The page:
Despite the triple helix model’s success elsewhere, it leaves out an important factor for island communities that often plays an outsized role: non-governmental organizations (NGOs) and civil society. Their importance to the region has often been understated, but NGOs often have a stronger presence and more central role in island communities and have helped support regional economies and mobilizing stakeholders into action. By bringing these sectors into the fold, the quadruple helix is thus formed.
Integrating NGOs and civil society organizations provides a much broader outlook into regional innovative solutions for islands. It enables island nations to go beyond just sharing ideas by providing a better environment for them to learn from one another, to share information and resources, and come together to craft comprehensive policies. The Quadruple Helix model has had some early success in spurring innovation in the Caribbean and can be the genesis of a new and long-lasting partnership among not only Caribbean nations, but islands worldwide. As SIDS strive for sustainability, self-sufficiency and build a thriving economy, the quadruple helix could lead to the start of an innovation revolution.
The quadruple helix promotes integration between sectors by building bridges and pathways for cooperation between different sectors in different countries within the region. In doing so, the model enables the creation and implementation of comprehensive policies. The challenges facing islands require innovative solutions, and in order to promote innovation, there is a need to revolutionize how stakeholders interact and collaborate.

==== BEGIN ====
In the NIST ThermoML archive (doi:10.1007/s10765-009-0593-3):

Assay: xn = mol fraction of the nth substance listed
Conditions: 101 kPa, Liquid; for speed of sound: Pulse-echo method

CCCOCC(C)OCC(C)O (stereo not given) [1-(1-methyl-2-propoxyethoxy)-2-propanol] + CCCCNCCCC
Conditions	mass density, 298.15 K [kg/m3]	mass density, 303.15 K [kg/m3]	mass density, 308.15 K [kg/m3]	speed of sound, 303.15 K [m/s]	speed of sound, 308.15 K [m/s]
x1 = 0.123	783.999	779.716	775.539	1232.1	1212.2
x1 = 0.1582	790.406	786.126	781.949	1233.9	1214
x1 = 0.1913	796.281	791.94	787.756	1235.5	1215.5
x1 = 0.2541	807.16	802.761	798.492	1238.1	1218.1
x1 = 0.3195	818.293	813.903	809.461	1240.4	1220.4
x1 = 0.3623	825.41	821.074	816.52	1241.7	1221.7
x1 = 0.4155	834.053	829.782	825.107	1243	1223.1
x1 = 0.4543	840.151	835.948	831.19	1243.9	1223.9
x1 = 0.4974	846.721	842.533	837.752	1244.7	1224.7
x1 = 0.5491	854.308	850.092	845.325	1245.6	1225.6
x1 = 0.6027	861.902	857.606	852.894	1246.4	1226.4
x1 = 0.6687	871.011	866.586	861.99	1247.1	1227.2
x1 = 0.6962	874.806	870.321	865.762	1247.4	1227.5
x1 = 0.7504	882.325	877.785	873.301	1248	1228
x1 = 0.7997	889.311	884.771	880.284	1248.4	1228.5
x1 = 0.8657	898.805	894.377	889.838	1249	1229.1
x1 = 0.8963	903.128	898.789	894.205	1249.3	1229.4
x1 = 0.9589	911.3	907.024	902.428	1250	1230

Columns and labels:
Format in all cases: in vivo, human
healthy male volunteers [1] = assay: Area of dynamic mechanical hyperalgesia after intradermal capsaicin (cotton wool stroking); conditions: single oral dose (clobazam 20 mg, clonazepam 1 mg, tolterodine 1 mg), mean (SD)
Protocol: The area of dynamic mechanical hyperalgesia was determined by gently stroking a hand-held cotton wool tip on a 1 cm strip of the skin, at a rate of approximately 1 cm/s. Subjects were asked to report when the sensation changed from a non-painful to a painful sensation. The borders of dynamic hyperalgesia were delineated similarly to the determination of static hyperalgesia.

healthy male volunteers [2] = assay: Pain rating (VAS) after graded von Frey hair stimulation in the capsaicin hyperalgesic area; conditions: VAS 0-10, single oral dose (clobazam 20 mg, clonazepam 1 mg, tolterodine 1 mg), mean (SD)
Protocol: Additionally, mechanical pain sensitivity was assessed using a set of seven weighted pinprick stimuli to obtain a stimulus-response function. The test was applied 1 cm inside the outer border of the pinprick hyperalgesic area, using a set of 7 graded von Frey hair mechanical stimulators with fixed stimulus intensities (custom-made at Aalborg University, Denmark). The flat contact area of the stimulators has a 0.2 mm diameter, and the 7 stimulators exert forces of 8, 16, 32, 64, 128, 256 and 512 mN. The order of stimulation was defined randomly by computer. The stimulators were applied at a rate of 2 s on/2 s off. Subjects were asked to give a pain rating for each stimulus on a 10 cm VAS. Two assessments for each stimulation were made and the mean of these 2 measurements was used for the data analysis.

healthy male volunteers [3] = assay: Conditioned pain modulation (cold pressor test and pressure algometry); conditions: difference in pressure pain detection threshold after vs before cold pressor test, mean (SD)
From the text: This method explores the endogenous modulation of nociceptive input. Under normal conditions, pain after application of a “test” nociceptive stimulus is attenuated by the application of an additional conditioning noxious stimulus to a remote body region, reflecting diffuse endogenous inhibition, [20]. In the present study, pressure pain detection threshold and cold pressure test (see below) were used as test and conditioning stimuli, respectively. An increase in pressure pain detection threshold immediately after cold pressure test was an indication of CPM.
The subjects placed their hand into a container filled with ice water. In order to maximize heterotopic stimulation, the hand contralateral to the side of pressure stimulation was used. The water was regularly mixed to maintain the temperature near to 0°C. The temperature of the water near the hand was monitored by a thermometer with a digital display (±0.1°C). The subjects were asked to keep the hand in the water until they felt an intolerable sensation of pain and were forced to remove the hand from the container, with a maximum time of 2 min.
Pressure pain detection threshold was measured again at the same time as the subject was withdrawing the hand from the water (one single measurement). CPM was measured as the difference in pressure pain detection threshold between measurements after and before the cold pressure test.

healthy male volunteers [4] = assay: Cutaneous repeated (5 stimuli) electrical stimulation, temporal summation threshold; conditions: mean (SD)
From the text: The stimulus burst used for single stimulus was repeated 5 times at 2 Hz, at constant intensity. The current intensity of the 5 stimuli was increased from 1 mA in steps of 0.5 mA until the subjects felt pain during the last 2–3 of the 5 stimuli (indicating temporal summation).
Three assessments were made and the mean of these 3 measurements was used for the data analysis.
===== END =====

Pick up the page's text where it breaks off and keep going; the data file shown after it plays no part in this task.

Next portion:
No island is an island on its own when it comes to implementing sustainable, innovative solutions. There exist major opportunities and challenges for islands to develop innovative ecosystems melding governance, science and the economy. One, in particular, the Sustainable Development Goals (SDGs), provide the Caribbean with an opening to collaborate and work together towards targets as a united group.
It is important for islands to share ideas regardless of development level. The need for joint action targeting the core challenges clear, and by working together and collaborating on regional policies and their implementation, it will be easier to tackle overarching issues such as poverty and climate change. Islands should collaborate and help each other achieve their development goals, and digital technology provides a means to do this. Modern technology can allow for exchange and networks to be developed without the hassle of exorbitant travel costs and times with indirect routes faced by islands.
By building digital bridges between island communities we have much to share and collaborate with one another, learning goes both ways. Islands in the Caribbean can benefit from the development of cutting edge renewable technology being championed by islands off the coast of Scotland. It is true that islands in Scotland are developing cutting edge ideas around renewable energy that regions like the Caribbean can learn from, but the learning goes both ways. Likewise, Caribbean nations can teach the Pacific region how to engage with their diaspora and develop sustainable tourism.
Distances may separate islands, their culture, language and the socio-economic situation may be different, but islanders far and wide share several traits. They aren’t just resilient, they’re imbibed in a culture of community where helping one another works towards the common good, creating a model that drives sustainable development based off of these qualities will ensure that islands will be leaders in innovation. By building digital bridges between island communities we ensure that we are able to share and collaborate with one another. Creating links between both sectors, academia and NGOs creates a united front that bond islands together against their common challenges.
James Ellsmoor is a contributor to Forbes and the CEO of Island Innovation, a company operating worldwide to build digital bridges and connect distant islands. He is the organizer of the Virtual Island Summit which will be held in October 2019.